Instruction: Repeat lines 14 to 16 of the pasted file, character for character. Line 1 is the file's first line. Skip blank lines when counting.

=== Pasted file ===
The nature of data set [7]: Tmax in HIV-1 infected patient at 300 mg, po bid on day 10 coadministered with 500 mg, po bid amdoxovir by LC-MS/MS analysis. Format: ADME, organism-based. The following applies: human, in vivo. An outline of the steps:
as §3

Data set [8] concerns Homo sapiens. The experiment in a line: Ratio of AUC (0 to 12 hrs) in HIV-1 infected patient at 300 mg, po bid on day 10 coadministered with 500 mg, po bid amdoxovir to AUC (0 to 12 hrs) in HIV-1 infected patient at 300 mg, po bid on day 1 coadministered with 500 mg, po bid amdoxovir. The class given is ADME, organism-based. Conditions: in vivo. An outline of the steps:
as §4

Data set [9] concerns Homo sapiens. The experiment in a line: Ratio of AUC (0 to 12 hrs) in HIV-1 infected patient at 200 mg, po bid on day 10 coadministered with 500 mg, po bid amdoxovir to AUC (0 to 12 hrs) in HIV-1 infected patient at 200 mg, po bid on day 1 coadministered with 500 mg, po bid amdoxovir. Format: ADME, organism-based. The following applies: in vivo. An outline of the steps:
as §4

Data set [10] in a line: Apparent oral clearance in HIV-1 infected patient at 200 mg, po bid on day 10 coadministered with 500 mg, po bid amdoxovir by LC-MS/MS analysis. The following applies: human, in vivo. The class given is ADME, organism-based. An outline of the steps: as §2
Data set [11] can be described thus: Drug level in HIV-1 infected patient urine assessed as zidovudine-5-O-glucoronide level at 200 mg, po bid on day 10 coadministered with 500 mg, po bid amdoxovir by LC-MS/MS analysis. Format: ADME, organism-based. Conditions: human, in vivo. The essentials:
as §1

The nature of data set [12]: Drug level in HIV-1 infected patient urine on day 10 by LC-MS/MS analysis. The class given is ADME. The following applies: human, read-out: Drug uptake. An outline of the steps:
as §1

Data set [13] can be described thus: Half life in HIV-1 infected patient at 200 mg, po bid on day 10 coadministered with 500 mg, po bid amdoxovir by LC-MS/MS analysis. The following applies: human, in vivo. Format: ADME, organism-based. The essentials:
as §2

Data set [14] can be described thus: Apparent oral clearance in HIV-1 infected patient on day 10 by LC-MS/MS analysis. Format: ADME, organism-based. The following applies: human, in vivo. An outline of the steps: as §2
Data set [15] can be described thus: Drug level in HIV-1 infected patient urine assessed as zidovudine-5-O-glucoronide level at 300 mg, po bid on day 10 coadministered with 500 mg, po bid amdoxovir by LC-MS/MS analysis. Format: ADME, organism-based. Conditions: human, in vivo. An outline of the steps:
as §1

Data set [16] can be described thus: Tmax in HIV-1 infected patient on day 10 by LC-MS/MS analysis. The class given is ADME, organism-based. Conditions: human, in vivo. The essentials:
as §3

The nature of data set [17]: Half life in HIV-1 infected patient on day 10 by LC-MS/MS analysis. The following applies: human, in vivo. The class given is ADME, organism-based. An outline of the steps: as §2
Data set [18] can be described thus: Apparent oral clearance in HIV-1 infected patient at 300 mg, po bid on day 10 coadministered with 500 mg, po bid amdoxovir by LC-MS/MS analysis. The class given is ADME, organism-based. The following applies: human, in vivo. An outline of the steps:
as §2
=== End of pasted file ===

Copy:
Data set [14] can be described thus: Apparent oral clearance in HIV-1 infected patient on day 10 by LC-MS/MS analysis. Format: ADME, organism-based. The following applies: human, in vivo. An outline of the steps: as §2
Data set [15] can be described thus: Drug level in HIV-1 infected patient urine assessed as zidovudine-5-O-glucoronide level at 300 mg, po bid on day 10 coadministered with 500 mg, po bid amdoxovir by LC-MS/MS analysis. Format: ADME, organism-based. Conditions: human, in vivo. An outline of the steps:
as §1